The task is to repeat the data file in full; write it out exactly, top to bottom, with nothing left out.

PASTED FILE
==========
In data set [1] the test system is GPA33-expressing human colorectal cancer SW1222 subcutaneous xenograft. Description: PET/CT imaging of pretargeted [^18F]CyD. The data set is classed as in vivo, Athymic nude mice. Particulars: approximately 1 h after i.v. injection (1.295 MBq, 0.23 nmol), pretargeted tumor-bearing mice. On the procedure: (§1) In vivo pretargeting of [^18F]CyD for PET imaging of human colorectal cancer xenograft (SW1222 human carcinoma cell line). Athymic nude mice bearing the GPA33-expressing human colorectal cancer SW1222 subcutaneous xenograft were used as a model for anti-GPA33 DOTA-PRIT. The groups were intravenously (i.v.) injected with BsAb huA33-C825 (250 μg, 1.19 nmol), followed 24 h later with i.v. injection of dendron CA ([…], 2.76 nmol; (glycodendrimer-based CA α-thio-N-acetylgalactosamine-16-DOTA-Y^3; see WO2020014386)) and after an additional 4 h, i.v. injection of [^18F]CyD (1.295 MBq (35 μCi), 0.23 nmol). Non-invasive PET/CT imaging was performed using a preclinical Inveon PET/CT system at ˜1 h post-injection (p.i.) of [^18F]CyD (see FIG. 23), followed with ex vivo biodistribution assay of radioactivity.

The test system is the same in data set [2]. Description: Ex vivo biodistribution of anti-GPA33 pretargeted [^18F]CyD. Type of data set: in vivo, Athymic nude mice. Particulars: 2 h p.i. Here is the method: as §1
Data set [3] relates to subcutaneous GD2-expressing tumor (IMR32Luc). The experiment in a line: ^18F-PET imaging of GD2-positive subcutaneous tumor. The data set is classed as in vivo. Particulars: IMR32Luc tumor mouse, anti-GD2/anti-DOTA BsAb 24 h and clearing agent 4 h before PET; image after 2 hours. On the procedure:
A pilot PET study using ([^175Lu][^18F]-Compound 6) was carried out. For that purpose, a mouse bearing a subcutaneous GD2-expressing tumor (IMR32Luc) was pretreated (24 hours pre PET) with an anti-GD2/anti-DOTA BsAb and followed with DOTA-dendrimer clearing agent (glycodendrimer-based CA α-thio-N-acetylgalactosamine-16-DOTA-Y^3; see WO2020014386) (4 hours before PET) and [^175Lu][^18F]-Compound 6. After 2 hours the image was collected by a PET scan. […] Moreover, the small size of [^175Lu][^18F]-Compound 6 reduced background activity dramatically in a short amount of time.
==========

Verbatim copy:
In data set [1] the test system is GPA33-expressing human colorectal cancer SW1222 subcutaneous xenograft. Description: PET/CT imaging of pretargeted [^18F]CyD. The data set is classed as in vivo, Athymic nude mice. Particulars: approximately 1 h after i.v. injection (1.295 MBq, 0.23 nmol), pretargeted tumor-bearing mice. On the procedure: (§1) In vivo pretargeting of [^18F]CyD for PET imaging of human colorectal cancer xenograft (SW1222 human carcinoma cell line). Athymic nude mice bearing the GPA33-expressing human colorectal cancer SW1222 subcutaneous xenograft were used as a model for anti-GPA33 DOTA-PRIT. The groups were intravenously (i.v.) injected with BsAb huA33-C825 (250 μg, 1.19 nmol), followed 24 h later with i.v. injection of dendron CA ([…], 2.76 nmol; (glycodendrimer-based CA α-thio-N-acetylgalactosamine-16-DOTA-Y^3; see WO2020014386)) and after an additional 4 h, i.v. injection of [^18F]CyD (1.295 MBq (35 μCi), 0.23 nmol). Non-invasive PET/CT imaging was performed using a preclinical Inveon PET/CT system at ˜1 h post-injection (p.i.) of [^18F]CyD (see FIG. 23), followed with ex vivo biodistribution assay of radioactivity.

The test system is the same in data set [2]. Description: Ex vivo biodistribution of anti-GPA33 pretargeted [^18F]CyD. Type of data set: in vivo, Athymic nude mice. Particulars: 2 h p.i. Here is the method: as §1
Data set [3] relates to subcutaneous GD2-expressing tumor (IMR32Luc). The experiment in a line: ^18F-PET imaging of GD2-positive subcutaneous tumor. The data set is classed as in vivo. Particulars: IMR32Luc tumor mouse, anti-GD2/anti-DOTA BsAb 24 h and clearing agent 4 h before PET; image after 2 hours. On the procedure:
A pilot PET study using ([^175Lu][^18F]-Compound 6) was carried out. For that purpose, a mouse bearing a subcutaneous GD2-expressing tumor (IMR32Luc) was pretreated (24 hours pre PET) with an anti-GD2/anti-DOTA BsAb and followed with DOTA-dendrimer clearing agent (glycodendrimer-based CA α-thio-N-acetylgalactosamine-16-DOTA-Y^3; see WO2020014386) (4 hours before PET) and [^175Lu][^18F]-Compound 6. After 2 hours the image was collected by a PET scan. […] Moreover, the small size of [^175Lu][^18F]-Compound 6 reduced background activity dramatically in a short amount of time.